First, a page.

I thought the same...but now i have two Fotek SSR (http://ecx.images-amazon.com/images/I/411URtdqYBL._SX425_.jpg and http://i01.i.aliimg.com/img/pb/694/007/508/508007694_312.jpg) and I can't control them with raspberry's 3.3v :(

      I guess it's the same problem like with these guys:
      (http://tech.iprock.com/?p=10030)
      "While the rated trigger voltage on the label is 3 – 32 volts DC, we found that one of the relays we purchased required something closer to four volts to trigger. We then found other reports where other purchasers of those types of relays have encountered similar issues. Some people could buy several and find they all worked, others were not so fortunate and would have issues like we did."

      There are tons of same stories with other SSR-s too on the forums, so I just want to be sure the next one that I order will work with 3.3v...

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  4. Hi Ted,

    I m software person , don`t know much about hardware but I feel I can use this DC SSR for switching on/off house appliances. But from your description above I need to conform that when u said "the relay should only turn on or off when the voltage..." . Does it mean I need to buy 2 pieces of DC SSR if I want to control both on & off (one for on , one for switching off) ?

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    1. You only need one, but it needs to be one made for switching AC. The ones made for AC will detect when the voltage cycle crosses zero and wait to switch on or off until then. This prevents a large surge from flowing to the device.
      Using an SSR made for switching DC would work but it risks causing damage to the device from those surges. For example, if you are switching incandescent lights with a DC SSR you will have more frequent burnt out bulbs.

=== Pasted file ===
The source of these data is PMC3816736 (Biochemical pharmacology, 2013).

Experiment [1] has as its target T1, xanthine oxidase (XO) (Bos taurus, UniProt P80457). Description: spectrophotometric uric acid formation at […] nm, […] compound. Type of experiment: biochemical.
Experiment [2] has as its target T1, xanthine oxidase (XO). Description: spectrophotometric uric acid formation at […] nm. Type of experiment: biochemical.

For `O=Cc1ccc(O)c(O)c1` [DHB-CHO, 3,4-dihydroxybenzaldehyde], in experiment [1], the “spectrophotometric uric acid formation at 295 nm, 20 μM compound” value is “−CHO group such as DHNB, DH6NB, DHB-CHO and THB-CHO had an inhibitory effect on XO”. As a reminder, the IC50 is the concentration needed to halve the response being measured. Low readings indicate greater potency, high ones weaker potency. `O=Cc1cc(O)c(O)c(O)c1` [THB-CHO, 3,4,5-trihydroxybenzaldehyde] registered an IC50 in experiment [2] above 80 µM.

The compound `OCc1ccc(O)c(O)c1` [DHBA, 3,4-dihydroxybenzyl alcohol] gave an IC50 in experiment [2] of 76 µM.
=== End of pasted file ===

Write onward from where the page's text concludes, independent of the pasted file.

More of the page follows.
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  5. Hi Ted B Hale, I am in the middle of a project using a fotek 40a SSR (SSR-40 DA). I am not asking you for electrician-type advice, and I will have an electrician inspect what I am making before I throw the switch. That said, will an SSR like this respond to "U.S." 240v power? What I mean is, my supply is main 220v via a NEMA 6-20R socket. This 220V AC configuration has 2 hot and 1 ground line. The power supply should cross zero 60 times per second. The SSR high side is rated 24-380VAC. The control/low side is rated 3-32V DC. I am hoping that the "zero-crossing" you discussed does not require a neutral line for comparison. Have you tried this with US 220V AC, and do these SSRs generally work with this power format?

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    1. Yes they work with 220V AC and can sense zero crossing without the neutral line. This is the same (or very similar to) the relay I originally used for my hot tub heater element. I strongly suggest that you attach a large heat sink if you are using it at anywhere near its rated amperage. Mine eventually melted. I had a heat sink but I did not have enough air flow to carry away the heat. I now use a normal relay, but a relay that large reuqired me to change to a 24V control line.